Jeremy's Reviews Blog

Wednesday, September 29, 2004

Mysteries of Arena (early draft)

Been a while, I know. Been broke. This was a review copy.
Mysteries of Arena is the latest sourcebook for the Oathbound d20 setting from Bastion Press. If you're not familiar with Oathbound, you might read my earlier reviews of it, but basically, it's set in a world that is essentially a prison for a god and its 7 head minions (angels, really). While it's a prison, the 7 angels can escape it, if they can find someone strong enough (and gullible enough) to beat them in a fight. So they came transformed the prison world into a world that would build strong people, a la Darwin, and called it the Forge.

Arena is the domain of Barbello, one of the least sophisticated (and youngest) of the imprisoned god's minions. She's essentially very petulant and warlike for the sake of being warlike. So her domain, Arena, is essentially one great big eternal battlefield. It was detailed pretty well in last years (November of 2003, I think) release, "Oathbound: Arena".

Despite the name, "Mysteries of Arena", this book is really sort of a companion volume to that book, Arena. It can roughly be broken up into 3 parts: new crunchy stuff (races, classes, feats, spells, critters, etc), the Mysteries themselves, and lastly an adventure. With the crunchy stuff filling up most of the book (say 100 pages of it or so). So to a certain extent, this book can be used for any fantasy d20/D&D game, since much of it, while tailored to Arena's environs, isn't exclusive to Arena.

The new races are pretty alien, pretty much what you expect from an Oathbound product. You have a rock eating species of Dwarves (called Rockbiters); Karnos, which look suspiciously like the bad aliens from Star Trek Deep Space 9 (not what the guy from Benson was, their lackeys); Ramzadi, who are basically Wookiees, except instead of being really tall and hairy monkeys, are really tall and hairless lizard people (But they have the same personality and live in trees and such); Sythiss, which you might guess are snake people; and Ok'weel, which are really weird - they look like mollusk-humanoids.

If you have Torn Asunder, you might remember the Ramzadi from it, but in that, they were just a monster race, in this they are statted up for players. The Sythiss seem a bit too silly - they have clans, and each clan name happens to be one of a real world snake species. Only like it were spoken by a snake person (or person with a lisp). Aspiz, Cobriss, Viperiss, Gartiss, etc. Too cute by far. Also, all of the races have level adjustments, ranging from +1 (for the Rockbiters) to +3. Personally, I think once you get that far (+3), you should do a "monster class", a la Savage Species (or before that, the Second World Sourcebook), because otherwise, these don't work all that well as player characters.

So honestly, the races didn't do all that much for me. Though they do fit in pretty well in the world of Oathbound.

The class section is interesting, as while there is an assortment of prestige classes, we also get 3 new core/base classes. I love those. There's the Duneslayer, which is a fighter type, only specialized for desert warfare (presumably we'll see a dessert warfare class in Oathbound: Candyland); the Operative, which is a rogue like class that is basically a spy or espionage type; and the Sand Mystic, which is a sort of arcane spellcaster similar to a wizard but only occurrs in Arena. Essentially, they use magic crystals made from the sand of Arena, instead of spell books.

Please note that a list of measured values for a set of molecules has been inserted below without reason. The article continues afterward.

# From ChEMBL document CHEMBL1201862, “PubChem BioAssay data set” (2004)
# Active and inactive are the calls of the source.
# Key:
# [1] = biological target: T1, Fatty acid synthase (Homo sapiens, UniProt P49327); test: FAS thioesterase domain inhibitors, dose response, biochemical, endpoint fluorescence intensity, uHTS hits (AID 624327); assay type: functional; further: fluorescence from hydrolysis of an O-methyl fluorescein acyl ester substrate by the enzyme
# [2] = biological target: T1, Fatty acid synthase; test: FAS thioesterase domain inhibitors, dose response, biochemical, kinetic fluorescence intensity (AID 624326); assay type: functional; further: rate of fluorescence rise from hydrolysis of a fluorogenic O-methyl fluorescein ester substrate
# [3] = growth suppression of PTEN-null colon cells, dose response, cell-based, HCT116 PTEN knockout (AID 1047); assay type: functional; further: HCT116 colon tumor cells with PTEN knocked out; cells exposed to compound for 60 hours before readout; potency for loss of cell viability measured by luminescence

On the prestige class side, we get 5 of them. The Spellbinder, which is a prestige class for arcane casters that lets them cast spells in co-ordination with other casters. It's meant for army units of spell casters. It's kinda neat how they work - when 2 or more Spellbinders cast the same spell together, it works as that many number of spells, plus various other improvements (depending on level in the class). This is the best of the bunch, I thought.

There's also the Forest Slayer, which is sort of a sniper/archer type. The Legionnaire, which doesn't sound like it's name - rather than being a Roman army type, they bond with special mounts, like giant scorpions, dire bears, or enmormous penguins. Though just to have the name make sense, apparently they dress like Roman soldiers.

The last two are pretty much tied into the setting. First off is the Shadow Assassin, which are agents of the dreaded Shadow Mage. They are sort of a cross between the regular Assassin prestige class (sans the spellcasting) and the Shadowdancer. They not only work for a specific NPC/Faction in the world of Oathbound, they have to take a couple prestige races as requirements.

Lastly is the Wellspringer. This is essentially a Druid prestige class. But instead of the annoying, stupid, hippie sort of Druid, these are my sort - capitalist Druids. Basically, instead of hugging trees and such for fun and mother nature and all that junk, they do it for money. Because Arena is a desert, it's very dependant on Oases. These Druids can create and maintain Oases and do so for cash. A Druid with a job - amazing!

So for the most part, the classes are pretty good. I'm not sure how appealing they would be for players, but definitely most useful for NPCs.

The Mass Combat system gets a short but major improvement. Basically, units can now gain feats. There's a huge list of them.

The Mysteries of Arena section is actually pretty short. Maybe 38 pages.